Although Upwardly has introduced e-KYC functionality that cross references video feed with KYC Registration Agencies' databases (these agencies maintain KYC records of investors centrally, on behalf of capital market intermediaries registered with the Securities and Exchange Board of India) through open APIs, regulatory standards still render the prospect of serving unbanked constituents unattractive.
"Dealing in cash creates a large burden in terms of compliance cost. There is a lot of regulatory, legal and manufacturing support required for creating an offering for the unbanked. Given the current level of penetration in a country where less than 2 percent of the country invests, we are some distance from a purely unbanked customer. I believe that we will see innovation around this over the next 3 to 5 years. In the product's current form, a bank account is required." - Prateek Mehta, Chief Executive Officer at Upwardly
National identity initiatives, like Aadhaar in India for example, could be the innovation that adds a layer of visibility to the unbanked. As noted by Mr. Mehta, however, until a regulatory consensus emerges around leveraging Aadhaar for e-KYC purposes, Indian fintechs will continue to hedge around it. Ualet, too, sticks to banked pockets, citing anti-money laundering (AML) policy.
Mobile Money Investment?
Relying on banking infrastructure as the jump-off point for product deployment in some emerging markets is just good sense. According to the 2017 World Bank Findex, as far as bank account ownership goes, both India and Colombia are in good shape at 80 and 46 percent respectively.
So, are bank accounts and banking architecture the proverbial chicken (or, egg) to democratizing investment for the low and middle class? Unfortunately, if the products currently live in market are any indication, then the bank account is almost universally the foundational layer for investment solutions in regard to payment integration and KYC / AML requirements. But, what latitude does that leave for countries who have little to no legacy infrastructure to act as kindling? Of little surprise, the few examples to be found are concentrated in mobile-money saturated sub-Saharan Africa.
On June 30th, 2017, the government of Kenya released the first round of the M-Akiba bond to finance infrastructural development projects. The bond guarantees an interest rate of 10 percent per annum - payable semi-annually after every 6 months - with a minimum investment of KES 3,000 (in contrast to the obligatory up-front KES 50,000 expected for other treasury bonds active in Kenya's market). While the floor price of M-Akiba is exceptional - and clearly reflective of a desire to attract a diversified set of investors - so, too, is the mechanism for purchase and payout. All activities relating to registration, trading and settlement are via Safaricom and Airtel's mobile platform (just dial *889#) or Pesalink's interbank real-time push payment platform.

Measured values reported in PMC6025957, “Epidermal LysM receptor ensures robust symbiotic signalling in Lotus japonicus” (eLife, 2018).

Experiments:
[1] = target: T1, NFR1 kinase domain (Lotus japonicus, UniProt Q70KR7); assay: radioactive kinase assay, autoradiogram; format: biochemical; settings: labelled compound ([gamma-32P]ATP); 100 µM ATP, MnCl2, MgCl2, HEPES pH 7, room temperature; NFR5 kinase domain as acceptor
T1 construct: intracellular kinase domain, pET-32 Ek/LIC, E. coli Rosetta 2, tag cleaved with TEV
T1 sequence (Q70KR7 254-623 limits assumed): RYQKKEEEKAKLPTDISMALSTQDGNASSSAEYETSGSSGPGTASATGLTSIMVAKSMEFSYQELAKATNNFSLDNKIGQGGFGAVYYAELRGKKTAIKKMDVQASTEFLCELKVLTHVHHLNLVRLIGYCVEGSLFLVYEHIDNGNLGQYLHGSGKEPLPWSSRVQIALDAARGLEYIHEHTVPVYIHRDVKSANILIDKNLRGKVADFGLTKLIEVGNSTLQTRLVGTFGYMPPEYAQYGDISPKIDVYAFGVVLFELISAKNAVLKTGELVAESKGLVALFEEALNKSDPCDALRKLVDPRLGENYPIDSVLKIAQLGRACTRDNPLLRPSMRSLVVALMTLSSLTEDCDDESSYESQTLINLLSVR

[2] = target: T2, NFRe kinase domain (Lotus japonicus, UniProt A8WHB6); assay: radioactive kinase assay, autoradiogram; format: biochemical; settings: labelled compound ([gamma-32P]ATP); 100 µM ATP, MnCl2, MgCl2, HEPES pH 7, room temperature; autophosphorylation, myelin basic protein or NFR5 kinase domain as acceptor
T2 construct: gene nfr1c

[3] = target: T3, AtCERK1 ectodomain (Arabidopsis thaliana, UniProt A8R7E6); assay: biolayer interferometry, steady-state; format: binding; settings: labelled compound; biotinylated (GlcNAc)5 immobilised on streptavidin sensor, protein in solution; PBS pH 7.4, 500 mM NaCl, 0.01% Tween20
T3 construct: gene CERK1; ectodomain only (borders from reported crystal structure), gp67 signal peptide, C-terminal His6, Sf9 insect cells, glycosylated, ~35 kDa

The private sector in Kenya is also experimenting with nano-investing sans a requisite bank account. Through its online portal or mobile application, Abacus empowers individual investors to trade in bonds, stocks and unit trusts with as little as KES 200. KYC is tiered, and speculators equipped only with a national ID number can dump up to KES 100,000 onto Abacus's system. Although the platform is more free-rein than some of other alternatives already listed (in fact, many of its premium features unlock data analytics to better optimize portfolios), which might intimidate low to middle income investors, its push and pull integration with M-Pesa speaks to localizing currents that are slowly chipping away at the inaccessibility of investing.
At the heart of it, a confluence of localization, financial literacy, regulation, technical capacities and UX will determine how quickly investing permeates into all of society's ranks. Localization and regulation may be forces that can stop a product's traction dead in its tracks, but even in the least restrictive environments, a lack of financial literacy or intuitive usability can halt adoption. (A walk-through of the button-smashing, or more than 20 text commands, and numbing of fingers involved in investing through C-Trade's USSD channel in Zimbabwe is a perfect representation). If technical innovation and device penetration slows investment products, perhaps hybrid online-offline models are the next step to including the low and middle income consumers. If agents can wheel and deal cryptocurrency, could they not also be investment brokers? Or, could microfinance institutions become a dynamite intermediary powered by tech partnerships? When it comes to investing, the sky is the limit.
© Mondato 2019
Image courtesy of Marco Verch